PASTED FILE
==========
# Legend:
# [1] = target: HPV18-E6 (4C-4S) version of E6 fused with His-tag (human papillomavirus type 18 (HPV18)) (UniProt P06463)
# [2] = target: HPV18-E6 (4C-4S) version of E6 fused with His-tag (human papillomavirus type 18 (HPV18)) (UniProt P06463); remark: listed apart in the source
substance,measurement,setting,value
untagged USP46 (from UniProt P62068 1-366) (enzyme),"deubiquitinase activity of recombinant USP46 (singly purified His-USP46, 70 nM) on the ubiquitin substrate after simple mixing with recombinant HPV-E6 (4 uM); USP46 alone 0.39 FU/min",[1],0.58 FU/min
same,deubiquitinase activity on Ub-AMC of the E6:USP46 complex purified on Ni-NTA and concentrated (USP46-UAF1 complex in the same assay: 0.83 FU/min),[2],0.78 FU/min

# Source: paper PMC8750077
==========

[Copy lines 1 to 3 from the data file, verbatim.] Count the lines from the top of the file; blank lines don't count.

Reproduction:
# Legend:
# [1] = target: HPV18-E6 (4C-4S) version of E6 fused with His-tag (human papillomavirus type 18 (HPV18)) (UniProt P06463)
# [2] = target: HPV18-E6 (4C-4S) version of E6 fused with His-tag (human papillomavirus type 18 (HPV18)) (UniProt P06463); remark: listed apart in the source